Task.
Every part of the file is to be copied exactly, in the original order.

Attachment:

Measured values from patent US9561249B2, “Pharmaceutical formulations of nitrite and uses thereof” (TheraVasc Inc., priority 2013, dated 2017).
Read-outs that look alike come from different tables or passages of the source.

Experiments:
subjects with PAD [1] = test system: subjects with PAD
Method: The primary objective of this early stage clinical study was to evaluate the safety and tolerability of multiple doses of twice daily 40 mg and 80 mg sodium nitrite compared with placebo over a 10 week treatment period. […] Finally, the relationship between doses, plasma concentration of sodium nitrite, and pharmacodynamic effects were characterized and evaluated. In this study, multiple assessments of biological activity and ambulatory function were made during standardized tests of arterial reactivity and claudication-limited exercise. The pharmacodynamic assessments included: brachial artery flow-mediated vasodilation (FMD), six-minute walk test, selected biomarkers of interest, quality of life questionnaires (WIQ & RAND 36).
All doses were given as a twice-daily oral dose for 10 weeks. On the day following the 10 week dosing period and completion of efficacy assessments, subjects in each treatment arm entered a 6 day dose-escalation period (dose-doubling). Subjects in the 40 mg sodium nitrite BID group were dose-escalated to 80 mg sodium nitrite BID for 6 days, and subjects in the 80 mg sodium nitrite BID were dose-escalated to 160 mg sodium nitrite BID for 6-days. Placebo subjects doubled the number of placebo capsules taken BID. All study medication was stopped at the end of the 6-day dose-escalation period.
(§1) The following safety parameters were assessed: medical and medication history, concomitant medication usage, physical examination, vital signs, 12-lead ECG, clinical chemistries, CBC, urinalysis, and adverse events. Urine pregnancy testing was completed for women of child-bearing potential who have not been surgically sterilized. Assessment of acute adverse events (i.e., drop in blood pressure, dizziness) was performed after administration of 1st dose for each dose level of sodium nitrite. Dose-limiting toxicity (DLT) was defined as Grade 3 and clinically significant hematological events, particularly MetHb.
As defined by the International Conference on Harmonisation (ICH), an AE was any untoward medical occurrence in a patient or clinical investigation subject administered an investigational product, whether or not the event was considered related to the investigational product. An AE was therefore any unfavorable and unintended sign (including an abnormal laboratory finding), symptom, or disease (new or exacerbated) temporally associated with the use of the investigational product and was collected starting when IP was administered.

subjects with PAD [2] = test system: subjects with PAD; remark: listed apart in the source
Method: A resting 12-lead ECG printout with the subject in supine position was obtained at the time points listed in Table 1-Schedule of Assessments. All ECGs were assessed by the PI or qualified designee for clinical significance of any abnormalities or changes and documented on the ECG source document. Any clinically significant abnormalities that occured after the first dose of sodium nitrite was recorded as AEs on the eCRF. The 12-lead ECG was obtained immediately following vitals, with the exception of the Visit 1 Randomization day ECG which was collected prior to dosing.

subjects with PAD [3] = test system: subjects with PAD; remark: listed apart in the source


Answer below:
Measured values from patent US9561249B2, “Pharmaceutical formulations of nitrite and uses thereof” (TheraVasc Inc., priority 2013, dated 2017).
Read-outs that look alike come from different tables or passages of the source.

Experiments:
subjects with PAD [1] = test system: subjects with PAD
Method: The primary objective of this early stage clinical study was to evaluate the safety and tolerability of multiple doses of twice daily 40 mg and 80 mg sodium nitrite compared with placebo over a 10 week treatment period. […] Finally, the relationship between doses, plasma concentration of sodium nitrite, and pharmacodynamic effects were characterized and evaluated. In this study, multiple assessments of biological activity and ambulatory function were made during standardized tests of arterial reactivity and claudication-limited exercise. The pharmacodynamic assessments included: brachial artery flow-mediated vasodilation (FMD), six-minute walk test, selected biomarkers of interest, quality of life questionnaires (WIQ & RAND 36).
All doses were given as a twice-daily oral dose for 10 weeks. On the day following the 10 week dosing period and completion of efficacy assessments, subjects in each treatment arm entered a 6 day dose-escalation period (dose-doubling). Subjects in the 40 mg sodium nitrite BID group were dose-escalated to 80 mg sodium nitrite BID for 6 days, and subjects in the 80 mg sodium nitrite BID were dose-escalated to 160 mg sodium nitrite BID for 6-days. Placebo subjects doubled the number of placebo capsules taken BID. All study medication was stopped at the end of the 6-day dose-escalation period.
(§1) The following safety parameters were assessed: medical and medication history, concomitant medication usage, physical examination, vital signs, 12-lead ECG, clinical chemistries, CBC, urinalysis, and adverse events. Urine pregnancy testing was completed for women of child-bearing potential who have not been surgically sterilized. Assessment of acute adverse events (i.e., drop in blood pressure, dizziness) was performed after administration of 1st dose for each dose level of sodium nitrite. Dose-limiting toxicity (DLT) was defined as Grade 3 and clinically significant hematological events, particularly MetHb.
As defined by the International Conference on Harmonisation (ICH), an AE was any untoward medical occurrence in a patient or clinical investigation subject administered an investigational product, whether or not the event was considered related to the investigational product. An AE was therefore any unfavorable and unintended sign (including an abnormal laboratory finding), symptom, or disease (new or exacerbated) temporally associated with the use of the investigational product and was collected starting when IP was administered.

subjects with PAD [2] = test system: subjects with PAD; remark: listed apart in the source
Method: A resting 12-lead ECG printout with the subject in supine position was obtained at the time points listed in Table 1-Schedule of Assessments. All ECGs were assessed by the PI or qualified designee for clinical significance of any abnormalities or changes and documented on the ECG source document. Any clinically significant abnormalities that occured after the first dose of sodium nitrite was recorded as AEs on the eCRF. The 12-lead ECG was obtained immediately following vitals, with the exception of the Visit 1 Randomization day ECG which was collected prior to dosing.

subjects with PAD [3] = test system: subjects with PAD; remark: listed apart in the source